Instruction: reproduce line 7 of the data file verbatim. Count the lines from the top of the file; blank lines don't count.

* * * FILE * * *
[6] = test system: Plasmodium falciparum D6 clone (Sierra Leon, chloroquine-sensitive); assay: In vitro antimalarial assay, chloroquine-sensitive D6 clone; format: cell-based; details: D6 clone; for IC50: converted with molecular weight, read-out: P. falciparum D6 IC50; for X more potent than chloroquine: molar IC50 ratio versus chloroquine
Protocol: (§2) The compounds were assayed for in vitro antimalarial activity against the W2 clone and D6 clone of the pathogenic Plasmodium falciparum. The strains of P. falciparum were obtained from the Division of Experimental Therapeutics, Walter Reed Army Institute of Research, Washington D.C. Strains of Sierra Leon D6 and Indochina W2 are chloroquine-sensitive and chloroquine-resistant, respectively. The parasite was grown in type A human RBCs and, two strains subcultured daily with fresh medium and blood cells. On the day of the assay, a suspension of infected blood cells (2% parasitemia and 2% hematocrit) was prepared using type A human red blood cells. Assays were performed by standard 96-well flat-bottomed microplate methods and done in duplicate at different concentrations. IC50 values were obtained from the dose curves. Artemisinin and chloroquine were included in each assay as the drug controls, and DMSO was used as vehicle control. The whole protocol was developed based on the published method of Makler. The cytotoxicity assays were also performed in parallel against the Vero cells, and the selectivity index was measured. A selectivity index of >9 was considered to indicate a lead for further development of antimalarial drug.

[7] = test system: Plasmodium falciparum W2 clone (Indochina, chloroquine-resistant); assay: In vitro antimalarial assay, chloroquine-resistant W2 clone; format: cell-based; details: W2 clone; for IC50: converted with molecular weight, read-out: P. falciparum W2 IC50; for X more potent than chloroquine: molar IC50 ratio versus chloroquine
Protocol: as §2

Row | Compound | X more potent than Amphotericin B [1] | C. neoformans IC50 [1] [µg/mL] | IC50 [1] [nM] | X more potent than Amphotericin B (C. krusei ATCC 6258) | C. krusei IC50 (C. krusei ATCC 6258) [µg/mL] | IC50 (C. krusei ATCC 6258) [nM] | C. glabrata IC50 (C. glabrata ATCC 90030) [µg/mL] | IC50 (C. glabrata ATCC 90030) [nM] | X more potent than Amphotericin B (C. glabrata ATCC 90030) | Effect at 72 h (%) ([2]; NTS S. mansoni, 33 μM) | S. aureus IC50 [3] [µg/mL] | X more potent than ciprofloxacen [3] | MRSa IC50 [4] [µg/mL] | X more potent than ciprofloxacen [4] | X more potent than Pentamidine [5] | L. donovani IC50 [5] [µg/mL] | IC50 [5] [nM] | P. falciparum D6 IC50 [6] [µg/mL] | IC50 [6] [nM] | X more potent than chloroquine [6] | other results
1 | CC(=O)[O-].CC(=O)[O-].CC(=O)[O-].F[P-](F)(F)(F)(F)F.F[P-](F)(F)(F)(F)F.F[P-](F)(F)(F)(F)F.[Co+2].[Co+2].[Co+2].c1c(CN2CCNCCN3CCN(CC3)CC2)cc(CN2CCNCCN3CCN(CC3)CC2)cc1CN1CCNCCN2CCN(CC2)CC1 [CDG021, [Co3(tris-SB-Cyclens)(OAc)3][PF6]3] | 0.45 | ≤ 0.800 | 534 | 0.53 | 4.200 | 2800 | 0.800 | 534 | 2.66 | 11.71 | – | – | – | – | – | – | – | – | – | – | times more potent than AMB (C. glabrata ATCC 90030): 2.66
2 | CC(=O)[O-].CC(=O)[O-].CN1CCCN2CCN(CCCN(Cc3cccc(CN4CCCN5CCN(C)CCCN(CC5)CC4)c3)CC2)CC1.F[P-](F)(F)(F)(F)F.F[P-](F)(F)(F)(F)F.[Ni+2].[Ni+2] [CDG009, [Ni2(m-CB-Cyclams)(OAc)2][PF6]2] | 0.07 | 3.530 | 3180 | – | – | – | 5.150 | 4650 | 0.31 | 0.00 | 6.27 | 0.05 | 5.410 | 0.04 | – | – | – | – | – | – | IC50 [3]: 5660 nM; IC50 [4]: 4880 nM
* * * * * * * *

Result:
2 | CC(=O)[O-].CC(=O)[O-].CN1CCCN2CCN(CCCN(Cc3cccc(CN4CCCN5CCN(C)CCCN(CC5)CC4)c3)CC2)CC1.F[P-](F)(F)(F)(F)F.F[P-](F)(F)(F)(F)F.[Ni+2].[Ni+2] [CDG009, [Ni2(m-CB-Cyclams)(OAc)2][PF6]2] | 0.07 | 3.530 | 3180 | – | – | – | 5.150 | 4650 | 0.31 | 0.00 | 6.27 | 0.05 | 5.410 | 0.04 | – | – | – | – | – | – | IC50 [3]: 5660 nM; IC50 [4]: 4880 nM